City of Parksville photo - IAG Developments’ latest proposal included seven buildings, one of which was 16 storeys tall. The waterfront property is on 113 and 161 Island Highway in Parksville, adjacent to the Beach Club.

Developers withdraw rezoning application for huge Parksville waterfront plan

IAG to create new draft after processing public feedback

IAG Developments is going back to the drawing board with a proposed seven-building development on Parksville’s waterfront.

Alex Watson, Chief Operating Officer for IAG, says they have withdrawn an application to rezone 113 and 161 Island Highway in Parksville.

The development team was set to appear at Parksville city council on Monday Sept. 17 to present a report regarding their application to amend the official community plan and zoning bylaw to allow for high-rise development on the properties.

“If we had gone to council on Monday, we weren’t going to be going with a significantly different proposal,” said Watson. “Based on the last two meetings, they probably would have denied our application. And that would have meant we’d have a six-month moratorium on doing anything with the city.”

Watson says the company needs more time in order to process public feedback.

He said during IAG’s open houses on Sept. 11 and Sept. 12, they received 345 written submissions from members of the public. He also says he has received continual emails about the project.

Watson says IAG takes the public feedback seriously.

“We’ll take all this information in, and try and find a way to make this work the best we can,” said Watson. “We’re taking their thoughts into consideration, and we’re going to continue trying to move the project forward.”

He says the response to the project has been fairly balanced, with some people excited about the prospect, and others skeptical and downright unhappy with the height and concerns about stress on Parksville’s infrastructure.

He stressed that this is not the end of the project, but rather a time to re-evaluate. He says IAG will organize the feedback and draft a new plan over the course of the next couple months.

The variety of opinions in the town don’t make it a simple process.

“A lot of the responses are not cut-and-dry,” said Watson.

Parksville Mayor Ed Mayne is optimistic about the development overall, but said that many people are concerned about the height and size of the development. He’d like to see the proposal scaled back somewhat, especially when it comes to height.

“Council as a whole really liked the project. They didn’t like the heights of the building. Everybody you talk to – it comes back to basically that comment,” said Mayne.

“We were getting 10-12 emails a day saying that they don’t want this because it’s too high.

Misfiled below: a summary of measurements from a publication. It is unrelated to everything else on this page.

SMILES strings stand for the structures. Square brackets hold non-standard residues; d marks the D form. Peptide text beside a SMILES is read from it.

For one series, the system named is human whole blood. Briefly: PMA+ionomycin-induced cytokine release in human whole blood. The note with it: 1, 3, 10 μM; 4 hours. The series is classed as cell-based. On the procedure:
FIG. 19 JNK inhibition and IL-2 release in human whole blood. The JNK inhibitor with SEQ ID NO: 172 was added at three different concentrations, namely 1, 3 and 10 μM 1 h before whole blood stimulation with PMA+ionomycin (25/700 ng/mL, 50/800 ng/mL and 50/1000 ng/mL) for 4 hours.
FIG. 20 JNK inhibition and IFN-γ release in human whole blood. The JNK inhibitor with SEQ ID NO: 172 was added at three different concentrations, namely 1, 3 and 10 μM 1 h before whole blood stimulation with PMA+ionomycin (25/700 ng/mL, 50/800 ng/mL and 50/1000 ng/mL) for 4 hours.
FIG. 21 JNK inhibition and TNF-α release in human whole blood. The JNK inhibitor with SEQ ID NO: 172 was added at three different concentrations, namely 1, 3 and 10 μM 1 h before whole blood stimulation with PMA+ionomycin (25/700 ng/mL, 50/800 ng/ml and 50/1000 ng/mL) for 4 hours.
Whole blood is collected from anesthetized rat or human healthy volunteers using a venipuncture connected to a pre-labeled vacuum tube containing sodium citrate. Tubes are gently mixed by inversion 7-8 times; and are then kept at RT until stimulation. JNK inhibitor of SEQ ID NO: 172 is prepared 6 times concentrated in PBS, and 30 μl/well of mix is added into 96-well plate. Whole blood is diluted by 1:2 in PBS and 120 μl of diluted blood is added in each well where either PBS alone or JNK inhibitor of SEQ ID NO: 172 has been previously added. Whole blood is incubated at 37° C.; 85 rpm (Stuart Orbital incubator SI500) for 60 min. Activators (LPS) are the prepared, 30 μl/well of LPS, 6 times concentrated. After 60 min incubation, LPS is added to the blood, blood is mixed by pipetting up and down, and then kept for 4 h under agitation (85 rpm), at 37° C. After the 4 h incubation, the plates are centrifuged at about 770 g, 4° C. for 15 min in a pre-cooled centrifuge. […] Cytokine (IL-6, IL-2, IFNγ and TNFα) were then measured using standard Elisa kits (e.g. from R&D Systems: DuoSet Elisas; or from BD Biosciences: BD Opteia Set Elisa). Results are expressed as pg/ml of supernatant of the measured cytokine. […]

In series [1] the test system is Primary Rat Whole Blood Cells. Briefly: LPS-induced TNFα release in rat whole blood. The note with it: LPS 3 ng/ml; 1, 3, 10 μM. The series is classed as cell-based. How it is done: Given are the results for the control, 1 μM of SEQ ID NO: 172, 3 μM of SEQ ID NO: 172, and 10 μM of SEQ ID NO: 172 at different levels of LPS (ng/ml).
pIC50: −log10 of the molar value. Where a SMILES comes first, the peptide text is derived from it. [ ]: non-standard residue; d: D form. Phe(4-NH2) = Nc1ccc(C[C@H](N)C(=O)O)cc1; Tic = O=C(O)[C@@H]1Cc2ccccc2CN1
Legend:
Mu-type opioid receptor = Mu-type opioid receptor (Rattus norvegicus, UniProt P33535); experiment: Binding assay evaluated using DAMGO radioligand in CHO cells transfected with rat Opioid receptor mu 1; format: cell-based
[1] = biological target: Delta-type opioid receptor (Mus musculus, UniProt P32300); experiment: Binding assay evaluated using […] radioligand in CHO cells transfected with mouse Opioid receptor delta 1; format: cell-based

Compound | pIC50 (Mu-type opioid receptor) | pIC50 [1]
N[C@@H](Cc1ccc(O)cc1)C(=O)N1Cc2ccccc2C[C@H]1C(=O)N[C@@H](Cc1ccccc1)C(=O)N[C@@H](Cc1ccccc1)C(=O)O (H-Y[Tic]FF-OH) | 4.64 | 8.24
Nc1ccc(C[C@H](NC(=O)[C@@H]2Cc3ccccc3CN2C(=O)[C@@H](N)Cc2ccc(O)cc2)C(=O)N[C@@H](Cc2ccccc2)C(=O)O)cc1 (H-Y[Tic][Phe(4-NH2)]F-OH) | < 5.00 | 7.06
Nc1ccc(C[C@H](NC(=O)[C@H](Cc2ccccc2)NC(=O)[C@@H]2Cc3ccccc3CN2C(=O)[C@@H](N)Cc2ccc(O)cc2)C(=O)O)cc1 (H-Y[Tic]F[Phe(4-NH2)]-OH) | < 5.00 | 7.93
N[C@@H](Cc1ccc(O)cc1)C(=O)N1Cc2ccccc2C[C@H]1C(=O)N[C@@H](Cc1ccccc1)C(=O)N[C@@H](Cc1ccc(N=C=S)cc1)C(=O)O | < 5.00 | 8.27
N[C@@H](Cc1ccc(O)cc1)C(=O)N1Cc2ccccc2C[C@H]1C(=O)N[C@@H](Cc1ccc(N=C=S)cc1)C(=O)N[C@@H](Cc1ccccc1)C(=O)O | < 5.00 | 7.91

“Every one of them mentioned the same thing.”

Mayne was unable to comment on exactly how high of a building council would approve, but did say that he would hesitate to approve anything higher than the Beach Club, which stands at nine floors with an additional three levels of parking.

Mayne spoke about the need to respect the wishes of community members, but also mentioned that Parksville is in serious need of attracting more young workers to the area.

He says that the percentage of the population in the workforce has been steadily decreasing over the years.

He doesn’t see it getting any better unless the city works to attract young families and workers by supplying adequate housing and community amenities.

“Most young families would be happy to live in a nice condo or apartment building right on the waterfront, right by the beach, right next to the best park on Vancouver Island,” said Mayne.

Mayne says the best aspect of the development would be the creation of a true city centre that connects the boardwalk, beach and downtown.

“Right now, Parksville doesn’t have a centre of town. That would become one. And I think that is really important,” said Mayne.

It’s now up to the developers to come up with another proposal and re-open the conversation with Parksville city council. Watson says he doesn’t have a hard timeline, and will take the next few months to sort through public feedback in an attempt to propose a more palatable solution.

Given the number of responses and opinions in the city, that job will take some time.

“You’re not going to please everyone… everybody has an opinion on what should be done on that piece of property. It’s not an easy job from their perspective,” said Mayne.

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